A program at Binghamton University appoints advocates to aid students who are called for conduct hearings.
The initiative, called SA Advocates, was created by BU’s Student Association (SA) so students facing conduct hearings can have representation to assist them through the process. This assistance is provided by students who applied with the intent of being a supportive alternative to an attorney, according to the SA website. The group is overseen by the vice president for student success (VPSS).
According to the SA Advocates’ Facebook page, which was created in 2017, the program’s objective is to ensure due process and fair resolutions during the conduct process when there are code violations or conflicts. The initiative aims to ensure that students know their rights and acknowledge rules during hearings.
Kara Chadwell, the director of the SA Advocates and a junior double-majoring in human development and philosophy, politics and law, gave more insight into the program’s motivations.
“The [Student] Advocates program was created to ensure students had fair representation through every stage of the conduct process,” Chadwell wrote in an email. “The main goal of the program is to provide students with an outlet, to inform students of their rights and reach as many students as possible to ensure they know that they are entitled to representation under the Code of Conduct.”
Chadwell explained that students always had the right to counsel according to University policy, and that this inspired the creation of a program that provides students with said representation. The SA Advocates make representation free for students who are unable to pay for an attorney. Luca Cassidy, the chief of staff to the VPSS and a sophomore majoring in economics, added that preventing students from incriminating themselves was a major goal.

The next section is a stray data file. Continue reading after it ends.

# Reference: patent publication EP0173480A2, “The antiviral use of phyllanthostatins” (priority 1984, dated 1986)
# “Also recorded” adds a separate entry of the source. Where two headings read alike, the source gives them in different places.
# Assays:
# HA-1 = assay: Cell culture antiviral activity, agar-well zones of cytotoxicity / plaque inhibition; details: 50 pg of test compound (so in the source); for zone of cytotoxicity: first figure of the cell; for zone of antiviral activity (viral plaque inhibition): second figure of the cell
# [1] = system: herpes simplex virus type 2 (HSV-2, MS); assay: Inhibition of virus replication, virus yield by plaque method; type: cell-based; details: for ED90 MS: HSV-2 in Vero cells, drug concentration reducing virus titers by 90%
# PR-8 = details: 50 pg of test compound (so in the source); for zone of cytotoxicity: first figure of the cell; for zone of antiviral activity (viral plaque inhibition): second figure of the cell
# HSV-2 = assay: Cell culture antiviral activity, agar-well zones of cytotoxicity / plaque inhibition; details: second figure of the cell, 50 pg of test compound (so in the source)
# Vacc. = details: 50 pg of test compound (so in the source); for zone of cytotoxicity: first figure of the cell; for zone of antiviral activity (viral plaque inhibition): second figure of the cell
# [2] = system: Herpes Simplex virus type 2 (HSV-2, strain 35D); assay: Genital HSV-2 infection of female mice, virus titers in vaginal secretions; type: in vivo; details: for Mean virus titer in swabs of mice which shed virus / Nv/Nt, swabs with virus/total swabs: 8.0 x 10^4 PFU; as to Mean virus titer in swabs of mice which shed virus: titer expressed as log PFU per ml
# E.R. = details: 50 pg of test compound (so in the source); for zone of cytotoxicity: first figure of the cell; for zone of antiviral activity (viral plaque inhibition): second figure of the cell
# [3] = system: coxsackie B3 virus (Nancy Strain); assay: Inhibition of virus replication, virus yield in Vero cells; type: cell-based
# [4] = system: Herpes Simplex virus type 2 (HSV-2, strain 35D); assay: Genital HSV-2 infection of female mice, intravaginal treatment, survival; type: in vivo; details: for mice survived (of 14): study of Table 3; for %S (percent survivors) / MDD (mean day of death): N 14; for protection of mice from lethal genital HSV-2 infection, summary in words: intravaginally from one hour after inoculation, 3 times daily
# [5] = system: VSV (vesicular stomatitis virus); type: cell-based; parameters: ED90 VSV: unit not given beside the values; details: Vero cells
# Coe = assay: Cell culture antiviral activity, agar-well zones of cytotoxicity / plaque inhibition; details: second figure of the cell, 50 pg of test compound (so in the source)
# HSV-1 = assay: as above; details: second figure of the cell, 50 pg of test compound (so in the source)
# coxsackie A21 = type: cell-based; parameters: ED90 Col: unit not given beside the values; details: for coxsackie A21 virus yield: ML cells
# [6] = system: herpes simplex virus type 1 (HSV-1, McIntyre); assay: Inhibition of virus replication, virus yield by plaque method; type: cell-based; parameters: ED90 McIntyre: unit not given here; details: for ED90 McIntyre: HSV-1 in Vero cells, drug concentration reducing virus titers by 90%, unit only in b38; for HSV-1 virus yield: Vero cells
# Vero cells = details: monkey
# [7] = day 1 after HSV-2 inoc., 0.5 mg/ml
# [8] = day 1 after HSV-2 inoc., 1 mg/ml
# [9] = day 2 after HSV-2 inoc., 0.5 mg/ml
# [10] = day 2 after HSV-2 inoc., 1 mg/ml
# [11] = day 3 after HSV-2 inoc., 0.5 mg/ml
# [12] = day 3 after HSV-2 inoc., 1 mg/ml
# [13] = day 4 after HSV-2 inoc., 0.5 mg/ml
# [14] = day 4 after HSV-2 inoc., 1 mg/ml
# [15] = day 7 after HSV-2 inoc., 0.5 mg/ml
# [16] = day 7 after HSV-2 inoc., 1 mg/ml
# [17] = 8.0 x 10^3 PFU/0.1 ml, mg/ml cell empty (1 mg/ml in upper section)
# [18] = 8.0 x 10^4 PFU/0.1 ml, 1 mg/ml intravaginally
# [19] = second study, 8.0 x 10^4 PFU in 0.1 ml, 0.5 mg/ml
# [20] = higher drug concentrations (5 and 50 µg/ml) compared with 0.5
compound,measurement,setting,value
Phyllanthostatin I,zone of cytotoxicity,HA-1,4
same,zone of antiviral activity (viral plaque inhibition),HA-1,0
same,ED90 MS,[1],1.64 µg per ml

Regarding the internal structure of the program, Chadwell explained that the SA Advocates typically has one or two directors taken through the VPSS’ office, each overseeing five to 10 advocates. The advocates undergo training before taking any cases. Once training is completed, the student advocates have the ability to take cases when they are presented.
Cassidy, also the incoming VPSS, added that he planned to work alongside the SA Advocate head, explaining that promotion of the program would be essential so students know their options if they are in trouble. Chadwell added to this, saying that in the future, the program hopes to take on more cases when students start to become more aware of their rights.
Nicole Luparello, a junior majoring in biology, raised some concerns about the program.
“I think it sounds like a good idea,” Luparello said. “It might make people skeptical because of [the advocates’] experience and qualification. I feel like there should be a way to ensure they are qualified.”
Sam Lefton, a junior majoring in psychology, said she feels the initiative could be supportive for students who make use of it..
“It sounds like it would be a useful resource to have,” Lefton said. “If it’s proving beneficial for those who [are] involved in it, then we should continue on with it.”